3. Curriculum

Broad and balanced curriculums are required that are inclusive to all learners and enable children to engage with the breadth of opportunities available to them. It is particularly important to ensure that children in their early years have access to high-quality learning experiences. ‘Whole’ curriculums that provide rich and deep learning experiences need to be designed and developed through all key stages of education. We need to avoid the problems connected with narrow testing strategies that incentivise a restricted focus on specific pieces of abstract knowledge, at the expense of depth, breadth and choice. Rather, we need engaging and inspiring curriculums that allow children to fully understand the relevance, application and values connected to specific knowledge and skills, and the ability to mobilise this learning to tackle the major challenges that we face. This includes engaging with local and global changes and communities connected to conservation, sustainability and climate change (for example, the Ignite Chester Zoo project).

4. Confidence, pupil voice and agency

Gaps in self-worth, confidence, resilience and agency can be a major limiting factor for children. They may feel less able to express their ideas and speak out. Even when they do have the confidence to share their ideas, views, knowledge or understanding they may not feel listened to, or their opinions valued. This can reduce their aspirations and engagement with their local communities and the world around them. As the RSA’s Teenagency report highlights: “84% of young people want to help others but only 52% believe they can make a positive difference in their communities”. We all lose out when individuals do not feel engaged, valued or connected to their communities. In contrast, we need an education system and a process of deliberative democracy that enables us all to feel connected and inspired to induce positive change in the world around us (for example, the Ignite Project, and the RSA4 Academies Youth Action project). This includes supporting initiatives that create greater levels of agency and the confidence to share our views and listen to others (for example, WeSpeak, Voice21).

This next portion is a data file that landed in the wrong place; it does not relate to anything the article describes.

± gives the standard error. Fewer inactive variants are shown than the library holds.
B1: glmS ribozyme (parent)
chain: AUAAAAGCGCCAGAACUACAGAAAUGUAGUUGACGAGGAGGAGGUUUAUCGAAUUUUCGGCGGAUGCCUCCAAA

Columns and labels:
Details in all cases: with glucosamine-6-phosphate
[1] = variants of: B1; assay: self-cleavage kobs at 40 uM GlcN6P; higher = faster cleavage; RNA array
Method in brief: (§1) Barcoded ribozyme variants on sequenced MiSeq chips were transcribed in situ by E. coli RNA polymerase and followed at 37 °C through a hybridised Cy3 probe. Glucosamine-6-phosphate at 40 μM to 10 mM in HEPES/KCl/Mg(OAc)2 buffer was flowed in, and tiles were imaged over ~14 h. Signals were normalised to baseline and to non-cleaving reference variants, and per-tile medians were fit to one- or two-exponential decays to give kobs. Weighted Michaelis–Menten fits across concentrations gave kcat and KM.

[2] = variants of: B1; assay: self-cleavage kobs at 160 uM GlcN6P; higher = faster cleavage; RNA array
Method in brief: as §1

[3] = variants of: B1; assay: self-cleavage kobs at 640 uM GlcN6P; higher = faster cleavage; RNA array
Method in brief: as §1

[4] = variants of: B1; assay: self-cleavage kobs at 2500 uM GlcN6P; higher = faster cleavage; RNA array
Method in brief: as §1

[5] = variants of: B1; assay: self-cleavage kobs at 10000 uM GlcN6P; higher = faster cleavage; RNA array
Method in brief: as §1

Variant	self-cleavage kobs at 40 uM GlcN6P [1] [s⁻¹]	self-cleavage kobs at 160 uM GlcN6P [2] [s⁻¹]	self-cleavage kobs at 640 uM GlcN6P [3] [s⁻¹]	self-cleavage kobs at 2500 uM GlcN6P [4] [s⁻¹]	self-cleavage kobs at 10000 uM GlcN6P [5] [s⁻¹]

5. Cultural value and social capital

A greater and broader exposure to different and varied cultural learning experiences (art, music, heritage, theatre, sport and so on) is required within our education system. While this can be important for those who may have less exposure to these valuable experiences (such as children living in disadvantaged areas), it is important to value a diversity of experiences. This includes cultural and social capital connected to families and local communities in many different areas, backgrounds and cultures. Rather than a top-down approach that promotes a narrow view of social and cultural capital, we need to follow the guidance in the UNESCO report. This includes encouraging a greater understanding and appreciation of the values, richness, diversity and difference of our global and local communities.

6. Engagement, inspiration and wellbeing

Engaging learners is a key aspect of learning. The learning process needs to be valued, relevant, interesting, absorbing and challenging, so that all children are inspired, eager and motivated to learn. How many children feel fully engaged in their learning experiences and inspired to learn? The gap can be even more extreme when the curriculum and pedagogy are designed for a specific group of learners and not others. Educational spaces need to be created so that teachers have the time, resources and support to provide this transformative and inspirational learning environment within their schools (for example, Habits of Mind at the Fannie Lou School, Ignite project). We also need to consider the wellbeing of pupils and teachers. Clearly this is a concern for many people connected to education, particularly in the area of mental health

7. Equality and discrimination